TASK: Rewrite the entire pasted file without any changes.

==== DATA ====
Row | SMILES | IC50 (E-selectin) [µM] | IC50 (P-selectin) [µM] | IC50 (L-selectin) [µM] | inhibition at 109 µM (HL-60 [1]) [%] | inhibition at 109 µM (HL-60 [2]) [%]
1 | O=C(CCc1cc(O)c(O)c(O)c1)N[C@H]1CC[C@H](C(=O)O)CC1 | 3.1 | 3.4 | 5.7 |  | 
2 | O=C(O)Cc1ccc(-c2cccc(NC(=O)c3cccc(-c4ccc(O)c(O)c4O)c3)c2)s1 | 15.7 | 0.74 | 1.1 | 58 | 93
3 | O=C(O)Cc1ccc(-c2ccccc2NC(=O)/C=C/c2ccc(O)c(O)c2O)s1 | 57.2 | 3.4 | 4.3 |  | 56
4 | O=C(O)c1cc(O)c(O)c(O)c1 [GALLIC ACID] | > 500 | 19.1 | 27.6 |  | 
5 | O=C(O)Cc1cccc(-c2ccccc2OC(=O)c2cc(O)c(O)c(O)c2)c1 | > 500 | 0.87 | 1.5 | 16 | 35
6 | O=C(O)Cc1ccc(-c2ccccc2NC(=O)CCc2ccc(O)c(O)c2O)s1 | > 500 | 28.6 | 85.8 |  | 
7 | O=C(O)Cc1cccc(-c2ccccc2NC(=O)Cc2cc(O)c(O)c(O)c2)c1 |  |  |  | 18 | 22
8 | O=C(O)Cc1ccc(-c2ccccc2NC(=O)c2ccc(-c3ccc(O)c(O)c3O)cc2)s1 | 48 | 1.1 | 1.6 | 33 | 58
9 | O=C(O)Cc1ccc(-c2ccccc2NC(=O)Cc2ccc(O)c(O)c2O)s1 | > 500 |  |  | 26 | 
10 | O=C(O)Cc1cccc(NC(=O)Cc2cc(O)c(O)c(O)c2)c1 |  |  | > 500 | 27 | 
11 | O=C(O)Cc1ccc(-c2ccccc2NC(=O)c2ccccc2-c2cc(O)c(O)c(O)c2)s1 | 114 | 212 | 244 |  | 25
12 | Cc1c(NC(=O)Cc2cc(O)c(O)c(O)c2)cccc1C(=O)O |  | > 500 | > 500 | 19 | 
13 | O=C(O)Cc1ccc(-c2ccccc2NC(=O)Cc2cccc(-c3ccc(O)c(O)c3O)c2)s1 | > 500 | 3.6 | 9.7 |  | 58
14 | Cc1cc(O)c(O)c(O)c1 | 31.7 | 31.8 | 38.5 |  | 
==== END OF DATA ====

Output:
Row | SMILES | IC50 (E-selectin) [µM] | IC50 (P-selectin) [µM] | IC50 (L-selectin) [µM] | inhibition at 109 µM (HL-60 [1]) [%] | inhibition at 109 µM (HL-60 [2]) [%]
1 | O=C(CCc1cc(O)c(O)c(O)c1)N[C@H]1CC[C@H](C(=O)O)CC1 | 3.1 | 3.4 | 5.7 |  | 
2 | O=C(O)Cc1ccc(-c2cccc(NC(=O)c3cccc(-c4ccc(O)c(O)c4O)c3)c2)s1 | 15.7 | 0.74 | 1.1 | 58 | 93
3 | O=C(O)Cc1ccc(-c2ccccc2NC(=O)/C=C/c2ccc(O)c(O)c2O)s1 | 57.2 | 3.4 | 4.3 |  | 56
4 | O=C(O)c1cc(O)c(O)c(O)c1 [GALLIC ACID] | > 500 | 19.1 | 27.6 |  | 
5 | O=C(O)Cc1cccc(-c2ccccc2OC(=O)c2cc(O)c(O)c(O)c2)c1 | > 500 | 0.87 | 1.5 | 16 | 35
6 | O=C(O)Cc1ccc(-c2ccccc2NC(=O)CCc2ccc(O)c(O)c2O)s1 | > 500 | 28.6 | 85.8 |  | 
7 | O=C(O)Cc1cccc(-c2ccccc2NC(=O)Cc2cc(O)c(O)c(O)c2)c1 |  |  |  | 18 | 22
8 | O=C(O)Cc1ccc(-c2ccccc2NC(=O)c2ccc(-c3ccc(O)c(O)c3O)cc2)s1 | 48 | 1.1 | 1.6 | 33 | 58
9 | O=C(O)Cc1ccc(-c2ccccc2NC(=O)Cc2ccc(O)c(O)c2O)s1 | > 500 |  |  | 26 | 
10 | O=C(O)Cc1cccc(NC(=O)Cc2cc(O)c(O)c(O)c2)c1 |  |  | > 500 | 27 | 
11 | O=C(O)Cc1ccc(-c2ccccc2NC(=O)c2ccccc2-c2cc(O)c(O)c(O)c2)s1 | 114 | 212 | 244 |  | 25
12 | Cc1c(NC(=O)Cc2cc(O)c(O)c(O)c2)cccc1C(=O)O |  | > 500 | > 500 | 19 | 
13 | O=C(O)Cc1ccc(-c2ccccc2NC(=O)Cc2cccc(-c3ccc(O)c(O)c3O)c2)s1 | > 500 | 3.6 | 9.7 |  | 58
14 | Cc1cc(O)c(O)c(O)c1 | 31.7 | 31.8 | 38.5 |  | 